New Music Festivals as Agorai: Their Formation and Impact on Warsaw Autumn, Festival d’Automne in Paris, and Wien Modern Since 1980
This project started its work in September 2013 with the generous support of the FWF (National Austrian Science Fund).
The project’s thesis, that new music festivals strongly influenced the development of contemporary (art-)music and related public cultural practices in the past decades, shall be proven by this survey. Its starting point is the increased public interest in new music from about 2000, which can be traced back to impulses from the 1980s. After some decades of occupying a defensive niche-status, the radius of this music scene’s impact expanded, as can be observed in the open and active forums of European Avantgarde-music festivals, which, beginning in the 1980s, led to the establishment of numerous additional new music festivals and ensembles.
Festivals in three different European states and language regions – with careful attention paid to include the East European sphere – will be the focus: “Warsaw Autumn” (Poland, first festival in 1956) is arguably the most important and international of the Eastern European festivals. It existed even before Solidarnosc and the fall of the iron curtain in 1989. The other two festivals are “Festival d’Automne” in Paris (France, first festival in 1972, including contemporary theater, dance and new music), and “Wien Modern” (Austria, first festival in 1988). Their size, internal structure, and metropolitan status gives each of the three festivals an institutional character, and with that, a particular importance. New music festivals have become a significant part of the music industry, which includes festival tourism. They mirror the open “postmodern” Zeitgeist, which goes beyond old cultural barriers. Pluralistic aesthetic and interdisciplinary openings correspond with increased interest in alternative concert formats and professionalization of management and public relations, media, audience reference, and music mediation/education concepts. An important part of their success comes from the festivals’ agents, especially their curators, composers, and performers, whose interaction has not yet been analyzed, but who would be researched as part of this project in biographical sample portraits.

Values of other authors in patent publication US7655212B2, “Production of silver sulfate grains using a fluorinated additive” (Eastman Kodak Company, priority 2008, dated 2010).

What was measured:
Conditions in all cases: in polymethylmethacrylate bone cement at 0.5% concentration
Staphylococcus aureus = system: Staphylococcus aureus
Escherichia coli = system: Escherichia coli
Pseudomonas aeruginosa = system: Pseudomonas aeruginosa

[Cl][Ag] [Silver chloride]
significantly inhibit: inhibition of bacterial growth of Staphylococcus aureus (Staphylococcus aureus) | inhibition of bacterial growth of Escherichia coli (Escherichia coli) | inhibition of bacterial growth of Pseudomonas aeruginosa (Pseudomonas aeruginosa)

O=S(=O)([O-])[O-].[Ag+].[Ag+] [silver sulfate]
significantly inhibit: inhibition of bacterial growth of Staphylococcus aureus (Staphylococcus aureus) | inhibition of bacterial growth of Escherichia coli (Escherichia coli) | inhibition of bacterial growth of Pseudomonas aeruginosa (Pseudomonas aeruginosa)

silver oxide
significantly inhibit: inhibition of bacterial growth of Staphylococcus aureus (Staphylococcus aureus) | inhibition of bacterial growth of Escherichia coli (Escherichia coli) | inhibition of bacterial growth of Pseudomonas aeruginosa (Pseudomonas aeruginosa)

This study claims to be the first in Musicology to pursue the topic using a methodically complex and multidimensional approach. It captures the International––especially the European––scene of new (art-)music for the first time transnationally and mediates, starting from Austria, between national cultures of music research and its neighboring disciplines.
The concepts of “cultural turns” provide an initial basis, as they have opened up flexible space for interdisciplinary and intercultural activities and given a context for understanding music as practice, which is an important emphasis in the project. The spectrum of the project’s approaches ranges from exploratory documentary archival work (database) through the sociology of music (quantitative polls, qualitative interviews, and participatory observations) and historiographic approaches (including cross sections, biographical access to specific agents), cultural studies and music analysis of representative “works”, to the analysis of activities in music mediation/education and management.
Duration of the project: September 2013–December 2016.